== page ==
Starting off Day 2 at GlobalShop, we took in a panel discussion on “The Reinvention of Retail Design in a Multichannel World,” presented by Dominick Ponti, Lord & Taylor; John Puterbaugh, Nellymoser Inc. and Scott Jeffrey, Interbrand Design Forum. The panelists agreed that expectations for a seamless experience continue to increase for this always-on customer, and that they don’t see in different channels—which is something Paco Underhill reiterated during his keynote session. Panelists walked through some of their work—Lord & Taylor, Au Bon Pain and White House Black Market—as well as giving kudos to forward-thinking retail brands like J.Crew. Creative store concepts like the Liquor Store, smart brand extensions including bridal and crewcuts, a lifestyle e-newsletter, weekend online outlet, personal shopper service, curated picks from Jenna and an international presence (without bricks-and-mortar) through a partnership with Net-A-Porter, all earn this retailer that title. Closing the session, the panel discussed best practices for a multichannel experience including: understanding your audience, consistency, frequency, creating a compelling call to action, delivering on expectations and placement.
Screwing up a new store is something no one wants to do. Hoping to help the audience avoid just that, John Wilkins from Miller Zell, took us through “10 Ways to Screw Up a New Store,” and identified ways to avoid them in the process. First off, John clarified what he meant by “screwing up.” Executing and rolling out bad design, failing to roll out good design, spending too much money, causing excessive disruption for shoppers and store associates and failing to optimize outcomes by missing the little, but very important, details. Here’s what he identified as potential pitfalls for screwing up:
1.) Speak in tongues to your customers.
2.) Introduce change without store associate involvement.
3.) Design with customers and associates in separate silos.
4.) Create a vision, then put it in a drawer.
5.) Speak in tongues to your own store associates.
6.) Design stuff that’s cool but hard to read.
7.) Believe you know the customer without walking in their shoes.
8.) Make roll-out plans but leave “Plan B” to chance.
9.) Consolidate everything at the store.
10.) Treat digital media as an afterthought or a magic bullet.
Next up, a recap of EuroShop 2011. Harry Cunningham, Saks Fifth Avenue; David Kepron, Callison; David Meyer, Target and Ken Nisch, JGA, presented “Show Stoppers: the Best of EuroShop.” They reported on major themes like bringing the outdoors in, design as a science/laboratory theme, whimsy and lots of scale. They shared the best of lighting, store fixtures and visual merchandising from the show and some cool things they saw while out and about in Dusseldorf, and each chose his favorite inspiration from the trip. Among their favorites were a chalkboard booth that made for interactivity, the Pratt + Paper & Ralph Pucci mannequins clad in paper and a really innovative refrigeration unit. They said QR codes were everywhere, and when asked about any color themes, the response was white, gray and the use of natural wood.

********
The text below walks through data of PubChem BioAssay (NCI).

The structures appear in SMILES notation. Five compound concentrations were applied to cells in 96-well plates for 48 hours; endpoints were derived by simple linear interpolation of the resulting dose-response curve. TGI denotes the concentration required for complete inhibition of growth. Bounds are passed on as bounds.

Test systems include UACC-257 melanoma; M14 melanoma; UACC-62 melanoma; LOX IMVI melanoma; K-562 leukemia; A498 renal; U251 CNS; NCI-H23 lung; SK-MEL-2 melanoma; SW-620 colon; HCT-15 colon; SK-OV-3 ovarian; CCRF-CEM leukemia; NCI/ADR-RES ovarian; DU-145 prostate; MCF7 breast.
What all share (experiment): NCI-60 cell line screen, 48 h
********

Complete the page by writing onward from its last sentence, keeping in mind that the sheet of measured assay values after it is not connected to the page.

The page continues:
We wrapped up another day of educational sessions with a presentation “Designing at the Edge: Innovative Retail Environments at the Industrial Edges of Cities,” from Jay Valgora, Studio V Architecture. Jay showed us how they take creative design approaches, including commerce with art, retail with wholesale and industrial and creative green approaches to brownfield locations.
One of the projects featured at Anable Basin, minutes from Midtown, involved taking an underutilized plastics factory to create a new waterfront, mixed-use sustainable community with retail, restaurants and public parks. In an effort to build ties between artists and this urban designed community, they even created subsidized artist studios within the community. Jay stated that inspiration for this particular project took shape from Little Venice.
Another project featured, taking place in downtown Niagra Falls, involved turning a former rail yard at the Canadian National Railway, into a retail, conference and museum center. The idea was to refurbish and keep existing buildings and create a place where people could identify with the Canadian culture. One aspect of this development involved taking underutilized artifacts, like the railway bridge, and creating functional space.
Stay tuned for our final day of GlobalShop recap including some retail highlights from The Cosmopolitan.
Featured Image property of Chute Gerdeman